The Korea Herald


[Ward Hayes Wilson] ‘Oppenheimer’ overhypes nuclear weapons

By Korea Herald

Published : Aug. 14, 2023 - 05:31

    • Link copied

The movie “Oppenheimer” hypes a serious issue of national survival, and in the process makes matters much, much worse. By mythologizing J. Robert Oppenheimer (and in the process ascribing godlike powers to nuclear weapons), the movie sets back efforts to control these dangerous devices.

True, people who watch the movie will emerge frightened about nuclear war. But decades of terrifying pictures of ash, rubble and burned bodies have not, apparently, stifled governments’ desire for these weapons. All nine nuclear-armed states are currently increasing their arsenals or upgrading them. Fear, in other words, has not worked. Hyping the danger has the unintended consequence of hyping the weapons.

Nuclear weapons have always been overhyped. All this “Now I am become Death, the Destroyer of Worlds” stuff (the phrase that Oppenheimer said came to his mind as he watched the first atomic test) is great showmanship, but it’s hardly realistic.

Oppenheimer didn’t become Death: His security clearance was revoked, and he was put out to pasture in Princeton. And nuclear weapons, although they are appallingly destructive, are unlikely to be the Destroyer of Worlds. There are about 800 million people living in the Southern Hemisphere, where there are no nuclear weapons and no likely targets.

The risks of playing the danger card are neatly summed up by what happens when you substitute the word “apocalypse” for “nuclear war.” Apocalypse narratives are mythological stories about the end of the world. What’s easy to overlook about these narratives is the way they disempower. War, catastrophe, plague or whatever brings about divine retribution is always far beyond human control. Applying apocalypse mythology to nuclear weapons takes agency and control out of our hands. Framing nuclear war as apocalypse subconsciously insists that we are powerless.

“Oppenheimer” goes all-out to reinforce the godlike power of nuclear weapons. The ear-numbing soundtrack, the explosions and flashing lights, the boiling clouds of fire -- all of it is designed to overawe us with almighty power.

And not only does hyping the weapons make us feel hopeless, it fills the power-mad with burning desire. Do you imagine that someone like North Korea’s Kim Jong-un could watch this movie and come away with any other conclusion than that nuclear weapons give him godlike power?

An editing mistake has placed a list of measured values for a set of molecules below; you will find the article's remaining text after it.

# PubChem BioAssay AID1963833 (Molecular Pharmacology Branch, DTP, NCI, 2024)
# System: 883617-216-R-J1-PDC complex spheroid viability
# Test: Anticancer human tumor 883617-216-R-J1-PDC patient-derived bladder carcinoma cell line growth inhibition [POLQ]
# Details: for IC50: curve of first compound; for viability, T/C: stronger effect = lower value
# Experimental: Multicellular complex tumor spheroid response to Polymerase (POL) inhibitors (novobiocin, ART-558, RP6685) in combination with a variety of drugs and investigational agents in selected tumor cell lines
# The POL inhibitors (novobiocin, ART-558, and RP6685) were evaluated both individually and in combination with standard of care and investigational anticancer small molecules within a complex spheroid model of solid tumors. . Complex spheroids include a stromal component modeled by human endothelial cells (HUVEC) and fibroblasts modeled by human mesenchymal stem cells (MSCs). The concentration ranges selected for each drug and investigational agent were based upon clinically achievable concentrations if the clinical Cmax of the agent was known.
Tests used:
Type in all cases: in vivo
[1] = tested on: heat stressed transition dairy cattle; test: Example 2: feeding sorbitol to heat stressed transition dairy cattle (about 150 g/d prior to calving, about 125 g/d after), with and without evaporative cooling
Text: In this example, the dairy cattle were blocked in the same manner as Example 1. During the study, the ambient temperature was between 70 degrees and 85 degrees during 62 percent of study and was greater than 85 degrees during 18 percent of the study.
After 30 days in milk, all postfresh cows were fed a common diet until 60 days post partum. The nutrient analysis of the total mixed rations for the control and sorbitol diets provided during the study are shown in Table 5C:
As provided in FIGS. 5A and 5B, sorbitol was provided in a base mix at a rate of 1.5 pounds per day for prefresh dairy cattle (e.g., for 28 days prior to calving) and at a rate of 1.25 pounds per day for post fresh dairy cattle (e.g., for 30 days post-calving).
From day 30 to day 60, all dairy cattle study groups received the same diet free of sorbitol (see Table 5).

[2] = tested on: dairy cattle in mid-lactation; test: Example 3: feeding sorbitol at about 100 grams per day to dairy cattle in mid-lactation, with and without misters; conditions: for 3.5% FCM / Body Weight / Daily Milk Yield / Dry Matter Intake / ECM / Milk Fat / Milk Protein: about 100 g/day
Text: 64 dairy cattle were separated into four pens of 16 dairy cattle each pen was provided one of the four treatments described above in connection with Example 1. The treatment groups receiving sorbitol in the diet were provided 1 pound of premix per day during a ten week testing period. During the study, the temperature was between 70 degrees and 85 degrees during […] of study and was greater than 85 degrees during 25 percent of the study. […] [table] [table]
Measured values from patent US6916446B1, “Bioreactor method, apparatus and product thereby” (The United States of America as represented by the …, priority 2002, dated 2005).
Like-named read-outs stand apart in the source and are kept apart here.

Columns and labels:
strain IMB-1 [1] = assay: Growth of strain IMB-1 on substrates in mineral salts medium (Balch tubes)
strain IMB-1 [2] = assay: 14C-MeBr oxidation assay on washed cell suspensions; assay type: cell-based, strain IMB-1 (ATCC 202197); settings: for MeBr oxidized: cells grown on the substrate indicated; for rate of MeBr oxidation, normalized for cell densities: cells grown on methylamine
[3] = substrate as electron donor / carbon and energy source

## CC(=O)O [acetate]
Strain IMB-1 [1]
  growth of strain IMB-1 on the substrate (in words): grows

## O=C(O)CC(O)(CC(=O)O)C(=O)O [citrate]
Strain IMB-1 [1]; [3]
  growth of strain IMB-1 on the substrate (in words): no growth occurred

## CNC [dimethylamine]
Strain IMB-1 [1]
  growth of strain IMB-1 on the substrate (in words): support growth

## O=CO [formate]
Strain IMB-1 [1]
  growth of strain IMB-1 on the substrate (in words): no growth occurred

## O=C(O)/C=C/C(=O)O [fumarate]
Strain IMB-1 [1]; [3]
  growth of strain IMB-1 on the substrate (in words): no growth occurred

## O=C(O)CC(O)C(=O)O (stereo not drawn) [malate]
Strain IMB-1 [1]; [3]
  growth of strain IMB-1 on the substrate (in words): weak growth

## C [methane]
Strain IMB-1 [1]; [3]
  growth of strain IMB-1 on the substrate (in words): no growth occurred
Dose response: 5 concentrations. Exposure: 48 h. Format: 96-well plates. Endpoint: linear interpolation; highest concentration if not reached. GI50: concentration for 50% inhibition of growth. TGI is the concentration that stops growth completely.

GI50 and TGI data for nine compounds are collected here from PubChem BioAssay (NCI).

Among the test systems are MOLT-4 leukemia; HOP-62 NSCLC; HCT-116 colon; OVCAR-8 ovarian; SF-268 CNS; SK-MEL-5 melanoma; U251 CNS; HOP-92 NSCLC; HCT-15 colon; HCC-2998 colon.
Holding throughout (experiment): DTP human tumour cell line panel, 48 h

Which is nonsense.

Nuclear weapons are dangerous, sure, but the truth is they are too big to be practically useful. They’re so big they’re clumsy. You cannot use them on the battlefield because if you bomb your adversary’s front-line troops the explosion is so big it kills some of your own. And the radiation makes it hard to use the weapons even 30 kilometers behind the lines.

There’s a reason no military officers came forward to angrily denounce President George H.W. Bush when he declared that the United States was unilaterally removing all but a handful of its nuclear weapons from Europe. The military had done the simulations, they’d studied the data, and they apparently concluded -- just as President Eisenhower had in Korea, the French did in Vietnam and Colin Powell did in the Gulf War -- that nuclear weapons are too clumsy to use in battle. Why do you think the average yield of nuclear weapons warheads in the US arsenal is roughly five times smaller today than it was in the 1960s? They’re smaller because practically speaking, the weapons are just too big to be useful.

Think about it: If nuclear weapons are so decisive why don’t they get used more often? War is a remorselessly pragmatic business. If a weapon can help you win a war, then it likely will be used. The notion that nuclear weapons have not been used for the better part of a century because of scruples or some sort of taboo underestimates the human capacity for brutality.

What seems far more likely is that nuclear weapons haven’t been used because it’s hard to find a practical use for them. If a tool stays in the drawer year after year after year, that’s probably not a sign that you’re reverentially holding back from using it. It’s probably a sign that it has limited utility.

“Oppenheimer” breeds fatalism. It puts the weapons in charge and casts humans as walk-ons. The truth, however, is the opposite. As President Kennedy said: “No problem of human destiny is beyond human beings.” We decide what happens, not the machinery of war. The more we hype the machinery, and treat weapons like gods, the less we live in reality.

If nuclear weapons are a problem, we need to take sensible, pragmatic action. Want to watch a movie that scares you into throwing your hands in the air and admitting you’re helpless? See “Oppenheimer.” Want to step up and actually do something useful about the danger nuclear weapons pose? All right, then. Let’s get to it.

Ward Hayes Wilson

Ward Hayes Wilson is the executive director of RealistRevolt and the author of the forthcoming “It Is Possible: A Future Without Nuclear Weapons.” He wrote this for the Los Angeles Times. -- Ed.

(Tribune Content Agency)